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Rear Hub Problems


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#1 Toffe98

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Posted 15 March 2019 - 06:29 PM

Hi!

I'm having a bit of a problem with my rear hubs, or it could be the wheel bearings aswell. When I install the bearing they seat just nicely and spin nice and freely when fingertight in place. But when I get out the torque wrench and start tightening them they get stuck and barely moves at all. Do you have any ideas of what might be wrong? The car in question is from 1981 and the bearings are brand new but the hubs are original (I think, at least I haven't replaced them). I have checked multiple times that the bearing seats are all the way in and there's no other visible flaws in the hubs what I can tell, but it seems like the bearings aren't quite touching each other and therefore get stuck when tightened down, no clue why that would happen though.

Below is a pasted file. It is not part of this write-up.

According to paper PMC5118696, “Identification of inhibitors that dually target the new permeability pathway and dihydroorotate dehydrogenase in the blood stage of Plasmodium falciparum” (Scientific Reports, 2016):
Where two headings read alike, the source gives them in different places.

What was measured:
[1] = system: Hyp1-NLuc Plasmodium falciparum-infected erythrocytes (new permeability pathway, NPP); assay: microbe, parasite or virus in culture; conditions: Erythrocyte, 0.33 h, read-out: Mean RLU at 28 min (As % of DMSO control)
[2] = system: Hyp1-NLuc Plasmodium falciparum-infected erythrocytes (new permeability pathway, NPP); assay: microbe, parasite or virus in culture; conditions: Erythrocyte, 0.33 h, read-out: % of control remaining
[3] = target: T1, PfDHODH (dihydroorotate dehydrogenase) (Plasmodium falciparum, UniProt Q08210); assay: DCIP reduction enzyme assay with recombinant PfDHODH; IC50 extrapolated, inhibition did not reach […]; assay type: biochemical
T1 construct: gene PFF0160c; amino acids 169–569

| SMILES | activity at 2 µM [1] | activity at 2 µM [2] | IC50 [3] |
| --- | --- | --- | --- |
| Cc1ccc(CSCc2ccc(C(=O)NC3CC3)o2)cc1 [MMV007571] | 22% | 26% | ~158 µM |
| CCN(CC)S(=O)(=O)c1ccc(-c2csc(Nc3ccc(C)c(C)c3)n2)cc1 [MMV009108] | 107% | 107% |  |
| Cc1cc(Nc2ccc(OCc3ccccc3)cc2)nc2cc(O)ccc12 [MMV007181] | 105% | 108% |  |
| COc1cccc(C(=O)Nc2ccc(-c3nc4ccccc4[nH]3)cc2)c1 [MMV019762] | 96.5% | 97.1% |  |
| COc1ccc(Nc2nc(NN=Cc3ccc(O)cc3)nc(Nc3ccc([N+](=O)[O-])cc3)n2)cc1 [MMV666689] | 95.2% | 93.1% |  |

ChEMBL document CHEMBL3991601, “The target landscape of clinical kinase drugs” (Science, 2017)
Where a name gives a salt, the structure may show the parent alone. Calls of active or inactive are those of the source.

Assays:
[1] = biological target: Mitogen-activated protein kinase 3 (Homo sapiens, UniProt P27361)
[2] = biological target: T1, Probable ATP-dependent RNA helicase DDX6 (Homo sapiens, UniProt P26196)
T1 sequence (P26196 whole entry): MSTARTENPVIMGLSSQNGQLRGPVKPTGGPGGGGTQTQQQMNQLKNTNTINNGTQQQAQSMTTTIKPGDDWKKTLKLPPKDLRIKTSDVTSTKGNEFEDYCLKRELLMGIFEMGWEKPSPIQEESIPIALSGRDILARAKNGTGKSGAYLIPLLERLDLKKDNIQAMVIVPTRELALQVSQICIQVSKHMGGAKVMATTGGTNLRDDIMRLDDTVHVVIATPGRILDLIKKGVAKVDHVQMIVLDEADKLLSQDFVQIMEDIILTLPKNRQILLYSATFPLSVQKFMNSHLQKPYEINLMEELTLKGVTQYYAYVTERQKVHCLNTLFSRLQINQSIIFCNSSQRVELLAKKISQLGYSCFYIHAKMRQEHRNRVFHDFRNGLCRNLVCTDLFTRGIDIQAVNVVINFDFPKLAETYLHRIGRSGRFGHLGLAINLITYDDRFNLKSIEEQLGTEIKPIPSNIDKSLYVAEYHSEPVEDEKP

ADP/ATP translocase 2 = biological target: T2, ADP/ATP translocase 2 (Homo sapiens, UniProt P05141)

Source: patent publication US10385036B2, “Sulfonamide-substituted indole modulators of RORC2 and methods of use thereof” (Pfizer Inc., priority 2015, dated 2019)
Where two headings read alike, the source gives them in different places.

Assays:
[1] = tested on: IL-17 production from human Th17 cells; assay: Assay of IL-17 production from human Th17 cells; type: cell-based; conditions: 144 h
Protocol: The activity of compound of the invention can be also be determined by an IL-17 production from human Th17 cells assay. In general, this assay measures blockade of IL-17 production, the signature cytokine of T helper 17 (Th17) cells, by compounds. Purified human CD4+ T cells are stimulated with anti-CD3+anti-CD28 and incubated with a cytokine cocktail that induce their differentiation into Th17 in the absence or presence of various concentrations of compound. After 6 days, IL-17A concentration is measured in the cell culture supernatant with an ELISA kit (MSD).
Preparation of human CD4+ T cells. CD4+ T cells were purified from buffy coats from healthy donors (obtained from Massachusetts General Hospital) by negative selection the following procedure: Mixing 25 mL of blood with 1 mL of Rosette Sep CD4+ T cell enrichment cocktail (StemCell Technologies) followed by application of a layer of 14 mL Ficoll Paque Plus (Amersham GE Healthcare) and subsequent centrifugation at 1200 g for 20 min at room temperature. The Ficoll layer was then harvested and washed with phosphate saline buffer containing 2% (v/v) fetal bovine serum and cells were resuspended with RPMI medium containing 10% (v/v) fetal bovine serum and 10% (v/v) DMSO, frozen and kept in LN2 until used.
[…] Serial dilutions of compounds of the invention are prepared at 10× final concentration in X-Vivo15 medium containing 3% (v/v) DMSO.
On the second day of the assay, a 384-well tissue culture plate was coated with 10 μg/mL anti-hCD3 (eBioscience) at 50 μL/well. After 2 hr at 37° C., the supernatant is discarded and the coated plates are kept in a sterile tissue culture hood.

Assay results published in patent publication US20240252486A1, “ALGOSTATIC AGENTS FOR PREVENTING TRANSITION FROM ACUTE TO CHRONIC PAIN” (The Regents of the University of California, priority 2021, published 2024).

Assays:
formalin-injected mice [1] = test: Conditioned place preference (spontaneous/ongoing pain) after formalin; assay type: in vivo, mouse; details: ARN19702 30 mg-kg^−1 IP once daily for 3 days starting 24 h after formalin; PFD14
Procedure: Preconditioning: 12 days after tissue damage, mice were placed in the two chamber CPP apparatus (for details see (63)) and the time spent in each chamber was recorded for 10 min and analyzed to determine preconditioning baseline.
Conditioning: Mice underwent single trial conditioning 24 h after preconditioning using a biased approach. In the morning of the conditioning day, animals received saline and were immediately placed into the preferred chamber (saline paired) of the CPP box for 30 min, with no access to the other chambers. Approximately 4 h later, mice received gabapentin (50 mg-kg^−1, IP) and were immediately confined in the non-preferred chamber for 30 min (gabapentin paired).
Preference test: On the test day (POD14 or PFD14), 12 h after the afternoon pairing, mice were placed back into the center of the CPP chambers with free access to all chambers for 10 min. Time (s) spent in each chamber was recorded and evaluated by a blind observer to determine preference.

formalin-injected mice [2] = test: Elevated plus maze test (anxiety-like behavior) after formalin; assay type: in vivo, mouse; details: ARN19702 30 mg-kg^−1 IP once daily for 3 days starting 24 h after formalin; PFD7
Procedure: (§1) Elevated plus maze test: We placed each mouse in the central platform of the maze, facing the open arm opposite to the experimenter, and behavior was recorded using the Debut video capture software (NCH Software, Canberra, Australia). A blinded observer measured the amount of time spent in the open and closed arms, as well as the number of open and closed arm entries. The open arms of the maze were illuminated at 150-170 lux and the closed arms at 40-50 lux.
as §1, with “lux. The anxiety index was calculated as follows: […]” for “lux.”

Any ideas/advice is greatly appreciated!  :lol:



#2 Moke Spider

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Posted 15 March 2019 - 06:31 PM

Some of the after market Bearings do have excessive pre-load. I've had a couple of sets fail from this.

 

What brand of Bearings are they?



#3 cal844

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Posted 15 March 2019 - 08:44 PM

I have used cheap rear bearings (Drive tec) from a local supplier here in Scotland.

If I fitted these to torque the bearing would be very tight but moveable, after 50 miles the bearing was checked for play(rock the wheel 12 and 6 then 9 and 3)